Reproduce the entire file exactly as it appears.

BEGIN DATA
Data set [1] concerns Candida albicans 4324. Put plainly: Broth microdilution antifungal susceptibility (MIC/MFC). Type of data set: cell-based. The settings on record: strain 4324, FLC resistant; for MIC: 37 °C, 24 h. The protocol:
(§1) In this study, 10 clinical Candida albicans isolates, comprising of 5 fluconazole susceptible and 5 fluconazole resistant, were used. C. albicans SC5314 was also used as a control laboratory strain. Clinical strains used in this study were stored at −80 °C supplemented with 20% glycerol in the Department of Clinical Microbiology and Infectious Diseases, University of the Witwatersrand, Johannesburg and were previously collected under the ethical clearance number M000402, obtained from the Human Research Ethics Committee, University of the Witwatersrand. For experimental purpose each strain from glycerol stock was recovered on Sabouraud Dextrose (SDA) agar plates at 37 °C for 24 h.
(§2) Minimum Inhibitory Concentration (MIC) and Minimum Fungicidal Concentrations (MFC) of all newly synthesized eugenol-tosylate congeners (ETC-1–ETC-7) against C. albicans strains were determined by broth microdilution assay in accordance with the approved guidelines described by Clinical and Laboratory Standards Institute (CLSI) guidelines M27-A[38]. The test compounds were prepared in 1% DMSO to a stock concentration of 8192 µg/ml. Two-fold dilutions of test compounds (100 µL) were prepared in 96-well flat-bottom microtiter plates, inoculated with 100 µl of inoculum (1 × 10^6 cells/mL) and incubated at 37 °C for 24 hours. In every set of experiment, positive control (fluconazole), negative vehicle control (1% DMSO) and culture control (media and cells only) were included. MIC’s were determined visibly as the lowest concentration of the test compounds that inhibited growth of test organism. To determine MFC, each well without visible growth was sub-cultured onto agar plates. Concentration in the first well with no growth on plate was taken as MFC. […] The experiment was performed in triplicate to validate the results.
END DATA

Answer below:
Data set [1] concerns Candida albicans 4324. Put plainly: Broth microdilution antifungal susceptibility (MIC/MFC). Type of data set: cell-based. The settings on record: strain 4324, FLC resistant; for MIC: 37 °C, 24 h. The protocol:
(§1) In this study, 10 clinical Candida albicans isolates, comprising of 5 fluconazole susceptible and 5 fluconazole resistant, were used. C. albicans SC5314 was also used as a control laboratory strain. Clinical strains used in this study were stored at −80 °C supplemented with 20% glycerol in the Department of Clinical Microbiology and Infectious Diseases, University of the Witwatersrand, Johannesburg and were previously collected under the ethical clearance number M000402, obtained from the Human Research Ethics Committee, University of the Witwatersrand. For experimental purpose each strain from glycerol stock was recovered on Sabouraud Dextrose (SDA) agar plates at 37 °C for 24 h.
(§2) Minimum Inhibitory Concentration (MIC) and Minimum Fungicidal Concentrations (MFC) of all newly synthesized eugenol-tosylate congeners (ETC-1–ETC-7) against C. albicans strains were determined by broth microdilution assay in accordance with the approved guidelines described by Clinical and Laboratory Standards Institute (CLSI) guidelines M27-A[38]. The test compounds were prepared in 1% DMSO to a stock concentration of 8192 µg/ml. Two-fold dilutions of test compounds (100 µL) were prepared in 96-well flat-bottom microtiter plates, inoculated with 100 µl of inoculum (1 × 10^6 cells/mL) and incubated at 37 °C for 24 hours. In every set of experiment, positive control (fluconazole), negative vehicle control (1% DMSO) and culture control (media and cells only) were included. MIC’s were determined visibly as the lowest concentration of the test compounds that inhibited growth of test organism. To determine MFC, each well without visible growth was sub-cultured onto agar plates. Concentration in the first well with no growth on plate was taken as MFC. […] The experiment was performed in triplicate to validate the results.